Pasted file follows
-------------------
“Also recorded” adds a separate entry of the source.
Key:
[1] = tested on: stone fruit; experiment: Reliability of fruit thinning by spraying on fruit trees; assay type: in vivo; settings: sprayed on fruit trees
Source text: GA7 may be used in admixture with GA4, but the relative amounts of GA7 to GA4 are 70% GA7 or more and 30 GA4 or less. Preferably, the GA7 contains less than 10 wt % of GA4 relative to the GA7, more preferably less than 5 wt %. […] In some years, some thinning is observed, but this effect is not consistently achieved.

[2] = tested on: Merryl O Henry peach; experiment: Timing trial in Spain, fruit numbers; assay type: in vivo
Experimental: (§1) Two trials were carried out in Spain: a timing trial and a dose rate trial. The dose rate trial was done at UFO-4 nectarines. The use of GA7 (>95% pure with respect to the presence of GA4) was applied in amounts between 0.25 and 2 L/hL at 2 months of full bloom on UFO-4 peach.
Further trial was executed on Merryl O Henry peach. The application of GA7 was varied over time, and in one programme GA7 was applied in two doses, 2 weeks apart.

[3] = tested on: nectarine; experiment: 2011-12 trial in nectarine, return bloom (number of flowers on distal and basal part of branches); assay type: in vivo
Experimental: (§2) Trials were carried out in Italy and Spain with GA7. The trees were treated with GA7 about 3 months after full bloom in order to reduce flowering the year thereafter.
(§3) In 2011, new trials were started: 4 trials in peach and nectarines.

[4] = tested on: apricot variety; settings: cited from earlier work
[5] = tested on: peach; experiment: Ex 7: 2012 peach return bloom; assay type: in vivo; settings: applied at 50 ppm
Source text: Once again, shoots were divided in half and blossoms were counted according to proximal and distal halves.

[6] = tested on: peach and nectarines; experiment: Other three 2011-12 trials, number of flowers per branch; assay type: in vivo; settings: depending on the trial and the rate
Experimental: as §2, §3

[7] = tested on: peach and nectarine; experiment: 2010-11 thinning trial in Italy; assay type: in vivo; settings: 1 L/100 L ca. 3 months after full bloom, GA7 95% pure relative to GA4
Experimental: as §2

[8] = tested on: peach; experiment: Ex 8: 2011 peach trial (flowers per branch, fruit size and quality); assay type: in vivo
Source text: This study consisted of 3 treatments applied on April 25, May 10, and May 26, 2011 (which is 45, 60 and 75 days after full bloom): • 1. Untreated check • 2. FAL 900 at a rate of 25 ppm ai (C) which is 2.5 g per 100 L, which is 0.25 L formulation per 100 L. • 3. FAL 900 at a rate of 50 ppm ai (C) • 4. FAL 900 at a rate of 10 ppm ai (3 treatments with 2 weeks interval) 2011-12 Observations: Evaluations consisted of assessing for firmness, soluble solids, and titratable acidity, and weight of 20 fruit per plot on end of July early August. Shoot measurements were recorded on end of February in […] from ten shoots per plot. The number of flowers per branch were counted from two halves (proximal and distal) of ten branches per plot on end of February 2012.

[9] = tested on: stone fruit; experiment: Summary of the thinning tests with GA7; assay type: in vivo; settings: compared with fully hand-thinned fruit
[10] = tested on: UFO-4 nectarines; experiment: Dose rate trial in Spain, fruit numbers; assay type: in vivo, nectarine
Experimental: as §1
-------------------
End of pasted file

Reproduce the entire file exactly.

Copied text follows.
“Also recorded” adds a separate entry of the source.
Key:
[1] = tested on: stone fruit; experiment: Reliability of fruit thinning by spraying on fruit trees; assay type: in vivo; settings: sprayed on fruit trees
Source text: GA7 may be used in admixture with GA4, but the relative amounts of GA7 to GA4 are 70% GA7 or more and 30 GA4 or less. Preferably, the GA7 contains less than 10 wt % of GA4 relative to the GA7, more preferably less than 5 wt %. […] In some years, some thinning is observed, but this effect is not consistently achieved.

[2] = tested on: Merryl O Henry peach; experiment: Timing trial in Spain, fruit numbers; assay type: in vivo
Experimental: (§1) Two trials were carried out in Spain: a timing trial and a dose rate trial. The dose rate trial was done at UFO-4 nectarines. The use of GA7 (>95% pure with respect to the presence of GA4) was applied in amounts between 0.25 and 2 L/hL at 2 months of full bloom on UFO-4 peach.
Further trial was executed on Merryl O Henry peach. The application of GA7 was varied over time, and in one programme GA7 was applied in two doses, 2 weeks apart.

[3] = tested on: nectarine; experiment: 2011-12 trial in nectarine, return bloom (number of flowers on distal and basal part of branches); assay type: in vivo
Experimental: (§2) Trials were carried out in Italy and Spain with GA7. The trees were treated with GA7 about 3 months after full bloom in order to reduce flowering the year thereafter.
(§3) In 2011, new trials were started: 4 trials in peach and nectarines.

[4] = tested on: apricot variety; settings: cited from earlier work
[5] = tested on: peach; experiment: Ex 7: 2012 peach return bloom; assay type: in vivo; settings: applied at 50 ppm
Source text: Once again, shoots were divided in half and blossoms were counted according to proximal and distal halves.

[6] = tested on: peach and nectarines; experiment: Other three 2011-12 trials, number of flowers per branch; assay type: in vivo; settings: depending on the trial and the rate
Experimental: as §2, §3

[7] = tested on: peach and nectarine; experiment: 2010-11 thinning trial in Italy; assay type: in vivo; settings: 1 L/100 L ca. 3 months after full bloom, GA7 95% pure relative to GA4
Experimental: as §2

[8] = tested on: peach; experiment: Ex 8: 2011 peach trial (flowers per branch, fruit size and quality); assay type: in vivo
Source text: This study consisted of 3 treatments applied on April 25, May 10, and May 26, 2011 (which is 45, 60 and 75 days after full bloom): • 1. Untreated check • 2. FAL 900 at a rate of 25 ppm ai (C) which is 2.5 g per 100 L, which is 0.25 L formulation per 100 L. • 3. FAL 900 at a rate of 50 ppm ai (C) • 4. FAL 900 at a rate of 10 ppm ai (3 treatments with 2 weeks interval) 2011-12 Observations: Evaluations consisted of assessing for firmness, soluble solids, and titratable acidity, and weight of 20 fruit per plot on end of July early August. Shoot measurements were recorded on end of February in […] from ten shoots per plot. The number of flowers per branch were counted from two halves (proximal and distal) of ten branches per plot on end of February 2012.

[9] = tested on: stone fruit; experiment: Summary of the thinning tests with GA7; assay type: in vivo; settings: compared with fully hand-thinned fruit
[10] = tested on: UFO-4 nectarines; experiment: Dose rate trial in Spain, fruit numbers; assay type: in vivo, nectarine
Experimental: as §1